August 2023 | President Boric presents National Search Plan for victims of enforced disappearances during dictatorship
A national plan to search for victims of enforced disappearances during the Pinochet dictatorship was launched by President Gabriel Boric on 30 August, International Day of the Victims of Enforced Disappearances. The Plan aims to shed light on the circumstances surrounding the disappearance and whereabouts of victims, their recovery and identification, as well as to guarantee the rights of victims and their families to truth, reparations and guarantees of non-recurrence. The plan will have an assigned budget for its implementation, and is part of the initiatives launched in remembrance of the 50th anniversary of the coup that overthrew President Salvador Allende in 1973. Over 3,200 people were killed or disappeared during the dictatorship.
May 2023 | Far-right becomes majority in new constitutional assembly
On 7 May, Chileans voted to elect the members of the body entrusted with drafting a new constitution. The new constitution will replace the current one, which dates to the Pinochet dictatorship. A draft prepared by a previous constitutional assembly, which was dominated by the left, was criticised as too progressive and rejected in a September 2022 referendum.
25 women and 26 men were elected as members, as per the constitutional requirement guaranteeing gender parity. The country’s right-wing parties will make up the majority of the new constitutional assembly, with the far-right Republican Party obtaining the most seats, 22 out of 51. Due to the latter’s conservative views, including its opposition to abortion, the assembly’s configuration has implications for how rights will be addressed in the new draft. Analysts consider this result as a reflection of President Boric’s declining approval. Around 15.1 million Chileans participated in the election, in a process where voting was mandatory.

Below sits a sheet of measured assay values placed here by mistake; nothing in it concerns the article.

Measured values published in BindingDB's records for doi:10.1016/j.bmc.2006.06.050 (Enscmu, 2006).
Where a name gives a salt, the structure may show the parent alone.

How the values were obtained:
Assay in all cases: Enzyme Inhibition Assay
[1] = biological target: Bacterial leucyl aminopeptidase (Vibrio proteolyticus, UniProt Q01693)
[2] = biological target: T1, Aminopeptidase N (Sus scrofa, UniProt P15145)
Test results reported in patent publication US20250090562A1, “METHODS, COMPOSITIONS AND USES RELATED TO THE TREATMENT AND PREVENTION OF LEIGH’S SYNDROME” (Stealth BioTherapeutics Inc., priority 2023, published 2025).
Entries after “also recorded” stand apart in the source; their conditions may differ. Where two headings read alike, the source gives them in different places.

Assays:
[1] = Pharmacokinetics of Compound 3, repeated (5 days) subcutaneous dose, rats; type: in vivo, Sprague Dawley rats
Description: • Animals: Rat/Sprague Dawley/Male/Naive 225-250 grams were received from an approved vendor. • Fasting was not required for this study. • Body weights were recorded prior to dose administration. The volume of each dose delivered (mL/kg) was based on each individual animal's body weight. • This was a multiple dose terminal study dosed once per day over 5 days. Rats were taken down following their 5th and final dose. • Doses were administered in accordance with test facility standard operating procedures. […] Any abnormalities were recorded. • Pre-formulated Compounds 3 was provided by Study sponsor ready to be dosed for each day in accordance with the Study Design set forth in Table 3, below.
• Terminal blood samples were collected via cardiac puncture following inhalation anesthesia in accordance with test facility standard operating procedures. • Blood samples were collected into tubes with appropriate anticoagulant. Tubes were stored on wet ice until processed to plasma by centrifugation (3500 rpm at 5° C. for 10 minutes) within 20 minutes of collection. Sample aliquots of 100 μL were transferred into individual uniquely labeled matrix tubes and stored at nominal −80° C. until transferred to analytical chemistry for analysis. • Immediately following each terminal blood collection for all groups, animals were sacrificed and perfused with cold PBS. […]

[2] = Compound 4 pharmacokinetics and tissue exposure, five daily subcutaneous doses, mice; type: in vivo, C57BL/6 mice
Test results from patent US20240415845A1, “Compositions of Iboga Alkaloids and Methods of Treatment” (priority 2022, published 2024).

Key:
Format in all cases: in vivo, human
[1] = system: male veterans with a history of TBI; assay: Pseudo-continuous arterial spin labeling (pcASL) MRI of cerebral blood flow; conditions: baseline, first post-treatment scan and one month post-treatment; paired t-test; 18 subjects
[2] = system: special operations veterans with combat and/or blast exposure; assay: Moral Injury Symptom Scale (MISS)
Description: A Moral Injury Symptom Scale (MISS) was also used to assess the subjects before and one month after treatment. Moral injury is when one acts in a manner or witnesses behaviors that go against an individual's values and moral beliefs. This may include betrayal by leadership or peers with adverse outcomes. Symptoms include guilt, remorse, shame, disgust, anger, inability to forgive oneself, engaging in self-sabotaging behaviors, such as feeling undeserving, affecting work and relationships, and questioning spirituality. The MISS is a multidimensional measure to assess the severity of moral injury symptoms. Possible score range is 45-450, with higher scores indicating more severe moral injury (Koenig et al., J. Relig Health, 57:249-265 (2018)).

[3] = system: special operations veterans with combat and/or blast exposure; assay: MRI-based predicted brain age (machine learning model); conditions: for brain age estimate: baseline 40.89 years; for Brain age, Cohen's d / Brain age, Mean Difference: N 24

April 2023 | Congress approves law that establishes a special self-defence regime for police
Congress has approved the “Nain-Retamal” Act, a piece of legislation that introduces the concept of “privileged legitimate defence”. Such a concept entails a presumption that police or members of the armed forces have rightly used or discharged their service weapons when acting in self-defence or in defence of a third person. It also increases sanctions for the commission of crimes against security forces. The new law was introduced in the context of increasing violent crime in Chile, including homicide, as well as the homicide of members of security forces in the past months. Human rights organizations and activists have criticised the new provisions as contrary to standards of proportionality in the use of force.
September 2022 | Chileans reject new constitution
On 4 September a majority of Chileans rejected a new constitutional text that would have replaced the existing one that dates to the Pinochet dictatorship. With mandatory vote and 85.8 per cent participation, 61.9 per cent of voters rejected the new constitution, with just 38.1 per cent favouring its adoption. Electors were seemingly unconvinced by profound modifications that would have impacted indigenous rights, the environment, pensions and education, among other issues. While the result had been foreseeable, the margin of defeat was unexpected, and taken as a poll on the performance of President Boric’s administration - so much so, that a reshuffling of his cabinet has already taken place, six months into his presidency.
The new constitutional drafting process was triggered by social discontent and mass protests in 2019 against inequality associated with the legacy of the Pinochet regime and neoliberalism, thought to be enabled by the current constitution’s terms. After the referendum results, President Boric directed Congress to establish a new timetable for the drafting of a proposal that satisfies the majority of the population.